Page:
So much of Carter’s inspiration comes from his most personal experiences: thoughts and feelings, exploring his background, home life, teenage years, and exposure to different sounds during his time at university. The sense of nostalgia he feels when he talks about his family life, he says, is only amplified by the music he found himself immersed in. “I come from both Jamaican and Mauritian backgrounds,” Carter explains, “and both heritages mean so much to me. I would get music like dub, jungle, drum & bass and reggae from my dad’s side, then my mum would be listening to saga, R&B, and rare groove. The list could go on and on.”

In July 2020, Carter dropped his third full-length mixtape, ‘B...’. It’s one of his most intimate projects to date, referencing his relationship, his credibility as an artist, the complexities of his career, and other lived experiences. From the mixtape’s opening track, ‘Intro’, where Carter speaks about savings and working towards goals, to discussing self-confidence on ‘Liar’, it’s all part of the rapper’s vision of keeping his songwriting raw and real.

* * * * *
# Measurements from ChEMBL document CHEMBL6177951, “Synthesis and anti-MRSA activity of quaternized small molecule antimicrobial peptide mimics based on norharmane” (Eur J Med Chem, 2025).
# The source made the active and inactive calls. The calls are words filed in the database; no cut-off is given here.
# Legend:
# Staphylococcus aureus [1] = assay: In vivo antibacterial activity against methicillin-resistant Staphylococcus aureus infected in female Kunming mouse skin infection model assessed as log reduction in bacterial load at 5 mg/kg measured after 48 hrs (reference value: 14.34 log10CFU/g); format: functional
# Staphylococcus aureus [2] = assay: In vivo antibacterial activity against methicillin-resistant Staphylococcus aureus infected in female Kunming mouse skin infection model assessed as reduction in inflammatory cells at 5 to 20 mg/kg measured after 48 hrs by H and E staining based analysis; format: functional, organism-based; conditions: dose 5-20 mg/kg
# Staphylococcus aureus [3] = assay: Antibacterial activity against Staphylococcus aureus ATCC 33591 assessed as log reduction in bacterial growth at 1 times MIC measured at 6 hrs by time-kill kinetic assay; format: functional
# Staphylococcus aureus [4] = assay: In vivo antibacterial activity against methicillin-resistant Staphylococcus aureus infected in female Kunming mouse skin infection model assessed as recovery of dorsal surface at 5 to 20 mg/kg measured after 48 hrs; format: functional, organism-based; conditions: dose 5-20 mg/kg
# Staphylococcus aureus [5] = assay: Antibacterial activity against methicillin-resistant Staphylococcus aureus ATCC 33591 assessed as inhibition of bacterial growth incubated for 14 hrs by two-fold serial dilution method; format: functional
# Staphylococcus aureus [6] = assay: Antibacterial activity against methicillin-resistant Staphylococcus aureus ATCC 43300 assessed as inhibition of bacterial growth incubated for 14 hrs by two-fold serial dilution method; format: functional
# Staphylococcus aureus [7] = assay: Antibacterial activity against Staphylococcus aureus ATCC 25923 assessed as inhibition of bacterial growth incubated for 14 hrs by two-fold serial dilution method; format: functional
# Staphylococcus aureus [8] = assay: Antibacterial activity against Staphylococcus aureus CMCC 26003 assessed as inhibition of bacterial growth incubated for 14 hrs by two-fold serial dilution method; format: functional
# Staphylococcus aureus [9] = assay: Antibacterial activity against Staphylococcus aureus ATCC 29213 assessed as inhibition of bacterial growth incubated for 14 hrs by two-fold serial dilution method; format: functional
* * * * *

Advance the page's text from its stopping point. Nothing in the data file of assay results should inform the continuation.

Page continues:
As part of keeping that realness, another key focus of Carter’s lyrical content, especially on ‘B...’, is his own mental health. He keeps total transparency in his own work, including his experiences with the societal implications and pressures that run alongside it. “We live in an age where speaking about [mental health] is impossible, and pushed to the side,” he says. “Male suicide rates are ridiculously high, and there’s a stigma where people still believe men don’t go through the same shit just like women do. In UK rap, it needs to be brought up more. Whether it’s from well-established artists or upcoming, some sort of education needs to be introduced in the system so that these things are spoken about, and prevented.